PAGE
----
Mormonism in Dialogue with Contemporary Christian Theologies

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Mormonism in Dialogue with Contemporary Christian Theologies
Editor Donald W. Musser Editor David L. Paulsen
Macon, Ga.: Mercer University Press, 2007

Mormonism in Dialogue with Contemporary Christian Theologies

Reviewer Jennifer Lane

This volume of academic discussions provides an important new resource to both LDS and non-LDS scholars as well as an educated, nonscholarly audience. It consists of eleven "dialogues," which include overviews, responses, rejoinders, and replies. Because the various authors share a background in contemporary Christian thought, some of the essays may be initially disorienting for Latter-day Saints without academic theological or philosophical training. On the other hand, Christians and most non-LDS scholars encountering Latter-day Saint belief systems for the first time may also occasionally feel as though they have entered into uncharted territory. This volume is the first to offer navigation of these theological landscapes to all parties. Donald W. Musser begins by giving an excellent overview of twentieth-century Christian thought; his background as professor of religious studies at Stetson University and co-editor of the New and Enlarged Handbook of Christian Theology (Abingdon, 2003) makes him an ideal co-editor with David L. Paulsen, Brigham Young University professor of philosophy.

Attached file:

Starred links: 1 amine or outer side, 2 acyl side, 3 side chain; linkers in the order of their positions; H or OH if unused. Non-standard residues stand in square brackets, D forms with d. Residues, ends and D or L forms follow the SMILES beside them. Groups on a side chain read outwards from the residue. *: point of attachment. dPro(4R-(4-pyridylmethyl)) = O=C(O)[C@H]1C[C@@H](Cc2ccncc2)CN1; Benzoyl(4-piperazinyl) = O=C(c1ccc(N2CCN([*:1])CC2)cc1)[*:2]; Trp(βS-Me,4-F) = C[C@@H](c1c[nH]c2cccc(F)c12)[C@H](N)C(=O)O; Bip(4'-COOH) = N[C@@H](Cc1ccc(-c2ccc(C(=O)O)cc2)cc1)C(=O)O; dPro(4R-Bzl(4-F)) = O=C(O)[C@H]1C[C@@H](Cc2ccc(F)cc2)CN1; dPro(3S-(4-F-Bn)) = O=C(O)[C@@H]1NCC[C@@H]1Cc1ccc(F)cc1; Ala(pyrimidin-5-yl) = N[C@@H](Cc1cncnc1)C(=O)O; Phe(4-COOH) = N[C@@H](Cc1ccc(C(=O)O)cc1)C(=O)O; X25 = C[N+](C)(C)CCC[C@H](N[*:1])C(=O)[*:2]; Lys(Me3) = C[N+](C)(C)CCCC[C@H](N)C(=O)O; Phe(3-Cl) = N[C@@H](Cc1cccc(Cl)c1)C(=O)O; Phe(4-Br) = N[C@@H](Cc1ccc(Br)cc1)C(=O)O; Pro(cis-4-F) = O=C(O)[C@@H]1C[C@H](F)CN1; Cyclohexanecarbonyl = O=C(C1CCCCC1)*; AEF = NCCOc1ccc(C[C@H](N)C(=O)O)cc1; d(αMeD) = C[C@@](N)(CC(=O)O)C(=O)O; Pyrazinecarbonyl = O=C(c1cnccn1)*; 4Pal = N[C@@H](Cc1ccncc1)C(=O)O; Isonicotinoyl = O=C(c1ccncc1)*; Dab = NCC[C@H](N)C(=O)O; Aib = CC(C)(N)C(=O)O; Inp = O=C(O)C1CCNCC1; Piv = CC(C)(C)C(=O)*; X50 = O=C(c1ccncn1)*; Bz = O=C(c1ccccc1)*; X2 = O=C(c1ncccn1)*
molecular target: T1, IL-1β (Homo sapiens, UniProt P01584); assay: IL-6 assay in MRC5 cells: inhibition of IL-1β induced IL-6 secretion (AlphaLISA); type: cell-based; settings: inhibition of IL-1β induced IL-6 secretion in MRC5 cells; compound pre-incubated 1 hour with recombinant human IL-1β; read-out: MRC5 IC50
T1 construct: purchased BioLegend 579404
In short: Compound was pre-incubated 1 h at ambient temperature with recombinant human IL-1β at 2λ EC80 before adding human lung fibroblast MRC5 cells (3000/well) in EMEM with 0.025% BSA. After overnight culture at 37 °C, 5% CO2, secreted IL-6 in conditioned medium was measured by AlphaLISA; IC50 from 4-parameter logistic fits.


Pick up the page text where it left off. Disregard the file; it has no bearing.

It is precisely in offering an entry into both worlds where this volume succeeds most admirably. The book cannot, of course, offer a definitive statement of "Mormonism." The voices of the LDS writers give thoughtful but distinctive engagement with the most important strands of mainline or liberal theology. The volume might better express the diversity of these voices if it were entitled Latter-day Saints in Dialogue with Contemporary Christian Theologies. The LDS writers all express their understanding of the fundamental doctrines of the Restoration as well as their personal response to contemporary issues of Christian thought; these responses are, however, clearly individual and, while uniformly faithful, cannot be said to represent "Mormonism" as some kind of static entity. Many other faithful and thoughtful Latter-day Saints will have their own perspective on a number of issues. In fact, the volume does contain multiple perspectives on a given topic, thus offering a depth and richness to the discussion.

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